Evidence of Perimortem Trauma and Taphonomic Damage in a WWI Soldier from Romania
The remains of a World War I soldier recovered at the Comana Monastery in southern Romania provide a case study emphasizing how careful documentation of the archaeological context and effective communication between archaeologists and forensic anthropologists improve the accuracy of distinguishing perimortem trauma from postmortem taphonomic damage. Killed in battle, this soldier’s skeleton presented evidence of sharp force trauma, blast fractures, and postmortem damage from a mass burial and subsequent archaeological excavation. Collaborative analysis using photographs of the excavation together with current forensic anthropological methods proved essential in determining the sequence of perimortem injuries and establishing the most likely cause of the soldier’s death.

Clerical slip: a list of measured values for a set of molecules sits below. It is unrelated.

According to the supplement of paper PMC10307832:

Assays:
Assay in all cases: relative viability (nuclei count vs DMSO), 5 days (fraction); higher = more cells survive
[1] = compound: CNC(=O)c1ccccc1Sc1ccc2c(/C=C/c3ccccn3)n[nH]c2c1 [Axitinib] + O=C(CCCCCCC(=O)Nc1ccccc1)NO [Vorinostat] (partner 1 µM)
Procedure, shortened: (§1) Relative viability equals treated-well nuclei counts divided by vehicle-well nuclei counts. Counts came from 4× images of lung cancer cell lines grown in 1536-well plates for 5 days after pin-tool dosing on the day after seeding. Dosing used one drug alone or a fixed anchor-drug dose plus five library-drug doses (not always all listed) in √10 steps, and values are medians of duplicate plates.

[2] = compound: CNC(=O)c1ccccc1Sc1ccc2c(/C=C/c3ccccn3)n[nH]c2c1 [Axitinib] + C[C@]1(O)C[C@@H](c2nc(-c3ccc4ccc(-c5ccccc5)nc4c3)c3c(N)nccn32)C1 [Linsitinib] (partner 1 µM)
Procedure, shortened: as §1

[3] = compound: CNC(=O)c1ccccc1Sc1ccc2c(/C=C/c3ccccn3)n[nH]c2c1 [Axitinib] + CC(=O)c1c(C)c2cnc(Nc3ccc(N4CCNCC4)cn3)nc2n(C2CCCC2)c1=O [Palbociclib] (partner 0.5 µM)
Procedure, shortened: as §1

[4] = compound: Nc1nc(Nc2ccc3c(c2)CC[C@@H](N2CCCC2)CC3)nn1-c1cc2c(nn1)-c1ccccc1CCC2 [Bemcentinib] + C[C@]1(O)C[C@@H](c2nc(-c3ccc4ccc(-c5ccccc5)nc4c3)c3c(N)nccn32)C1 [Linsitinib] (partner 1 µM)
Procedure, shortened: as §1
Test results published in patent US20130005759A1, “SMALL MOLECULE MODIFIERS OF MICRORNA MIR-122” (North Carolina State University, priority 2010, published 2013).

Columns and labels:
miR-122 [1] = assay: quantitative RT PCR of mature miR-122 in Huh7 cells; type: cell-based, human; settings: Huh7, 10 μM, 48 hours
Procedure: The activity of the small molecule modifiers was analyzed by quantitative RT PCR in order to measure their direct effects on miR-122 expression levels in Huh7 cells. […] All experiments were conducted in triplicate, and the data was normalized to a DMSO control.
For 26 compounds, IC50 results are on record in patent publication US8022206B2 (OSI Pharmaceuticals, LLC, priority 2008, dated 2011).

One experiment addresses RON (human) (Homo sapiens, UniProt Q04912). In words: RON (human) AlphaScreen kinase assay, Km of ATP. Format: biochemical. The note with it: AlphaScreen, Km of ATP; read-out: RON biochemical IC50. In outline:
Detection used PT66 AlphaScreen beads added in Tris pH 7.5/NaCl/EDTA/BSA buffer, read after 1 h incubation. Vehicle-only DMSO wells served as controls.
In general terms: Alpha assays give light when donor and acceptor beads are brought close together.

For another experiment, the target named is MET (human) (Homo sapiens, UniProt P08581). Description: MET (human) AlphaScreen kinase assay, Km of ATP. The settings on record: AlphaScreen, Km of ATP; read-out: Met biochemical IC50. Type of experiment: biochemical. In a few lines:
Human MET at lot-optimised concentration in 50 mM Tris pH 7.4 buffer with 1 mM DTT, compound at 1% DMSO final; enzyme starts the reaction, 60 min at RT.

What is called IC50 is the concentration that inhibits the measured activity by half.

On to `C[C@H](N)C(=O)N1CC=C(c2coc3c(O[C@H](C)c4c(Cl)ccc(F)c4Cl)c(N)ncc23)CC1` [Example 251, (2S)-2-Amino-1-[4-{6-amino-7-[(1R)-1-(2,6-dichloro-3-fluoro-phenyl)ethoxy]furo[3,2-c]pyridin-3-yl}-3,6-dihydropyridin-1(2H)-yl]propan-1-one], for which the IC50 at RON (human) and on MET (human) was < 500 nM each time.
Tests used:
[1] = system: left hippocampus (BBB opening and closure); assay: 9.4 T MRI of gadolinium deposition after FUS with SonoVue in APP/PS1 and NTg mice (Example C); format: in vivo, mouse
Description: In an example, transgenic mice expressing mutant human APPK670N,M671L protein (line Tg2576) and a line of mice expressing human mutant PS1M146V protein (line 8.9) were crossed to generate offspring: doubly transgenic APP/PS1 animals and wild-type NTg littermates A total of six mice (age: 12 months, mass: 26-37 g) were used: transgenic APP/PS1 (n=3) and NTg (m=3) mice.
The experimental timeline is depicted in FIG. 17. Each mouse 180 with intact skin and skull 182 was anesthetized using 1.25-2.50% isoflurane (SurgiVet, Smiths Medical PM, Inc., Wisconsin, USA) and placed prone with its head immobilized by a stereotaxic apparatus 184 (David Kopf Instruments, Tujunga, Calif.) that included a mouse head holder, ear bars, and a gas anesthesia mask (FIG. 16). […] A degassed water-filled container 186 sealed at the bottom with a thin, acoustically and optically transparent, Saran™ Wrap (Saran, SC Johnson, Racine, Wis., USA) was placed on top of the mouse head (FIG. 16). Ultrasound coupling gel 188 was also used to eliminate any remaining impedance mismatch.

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Evidence of Perimortem Trauma and Taphonomic Damage in a WWI Soldier from Romania. Megan K Kleeschulte, Kathleen L Wheeler, Mihai Constantinescu, Thomas A Crist. Presented at Society for Historical Archaeology, Washington, D.C. 2016 ( tDAR id: 434862)
min long: -129.199; min lat: 24.495 ; max long: -66.973; max lat: 49.359 ;